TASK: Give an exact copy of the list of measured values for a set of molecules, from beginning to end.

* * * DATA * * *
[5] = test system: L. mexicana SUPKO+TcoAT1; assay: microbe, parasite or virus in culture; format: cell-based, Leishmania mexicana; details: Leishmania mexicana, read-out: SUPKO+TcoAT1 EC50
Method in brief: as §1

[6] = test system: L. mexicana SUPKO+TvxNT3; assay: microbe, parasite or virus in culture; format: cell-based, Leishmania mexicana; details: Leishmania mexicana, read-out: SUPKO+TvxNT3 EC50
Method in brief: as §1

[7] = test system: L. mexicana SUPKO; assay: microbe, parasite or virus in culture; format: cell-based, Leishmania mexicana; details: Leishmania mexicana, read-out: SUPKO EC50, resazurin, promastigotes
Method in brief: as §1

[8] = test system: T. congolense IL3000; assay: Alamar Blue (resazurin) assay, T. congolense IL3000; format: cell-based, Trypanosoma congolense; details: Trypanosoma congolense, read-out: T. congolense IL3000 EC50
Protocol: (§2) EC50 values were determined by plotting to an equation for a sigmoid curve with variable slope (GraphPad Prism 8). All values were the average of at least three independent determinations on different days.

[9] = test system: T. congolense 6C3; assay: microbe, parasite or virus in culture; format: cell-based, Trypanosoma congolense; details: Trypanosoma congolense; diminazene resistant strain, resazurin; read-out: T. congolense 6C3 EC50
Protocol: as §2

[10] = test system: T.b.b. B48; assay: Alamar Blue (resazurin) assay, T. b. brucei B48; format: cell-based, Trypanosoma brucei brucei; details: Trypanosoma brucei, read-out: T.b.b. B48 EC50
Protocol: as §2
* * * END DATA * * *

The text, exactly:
[5] = test system: L. mexicana SUPKO+TcoAT1; assay: microbe, parasite or virus in culture; format: cell-based, Leishmania mexicana; details: Leishmania mexicana, read-out: SUPKO+TcoAT1 EC50
Method in brief: as §1

[6] = test system: L. mexicana SUPKO+TvxNT3; assay: microbe, parasite or virus in culture; format: cell-based, Leishmania mexicana; details: Leishmania mexicana, read-out: SUPKO+TvxNT3 EC50
Method in brief: as §1

[7] = test system: L. mexicana SUPKO; assay: microbe, parasite or virus in culture; format: cell-based, Leishmania mexicana; details: Leishmania mexicana, read-out: SUPKO EC50, resazurin, promastigotes
Method in brief: as §1

[8] = test system: T. congolense IL3000; assay: Alamar Blue (resazurin) assay, T. congolense IL3000; format: cell-based, Trypanosoma congolense; details: Trypanosoma congolense, read-out: T. congolense IL3000 EC50
Protocol: (§2) EC50 values were determined by plotting to an equation for a sigmoid curve with variable slope (GraphPad Prism 8). All values were the average of at least three independent determinations on different days.

[9] = test system: T. congolense 6C3; assay: microbe, parasite or virus in culture; format: cell-based, Trypanosoma congolense; details: Trypanosoma congolense; diminazene resistant strain, resazurin; read-out: T. congolense 6C3 EC50
Protocol: as §2

[10] = test system: T.b.b. B48; assay: Alamar Blue (resazurin) assay, T. b. brucei B48; format: cell-based, Trypanosoma brucei brucei; details: Trypanosoma brucei, read-out: T.b.b. B48 EC50
Protocol: as §2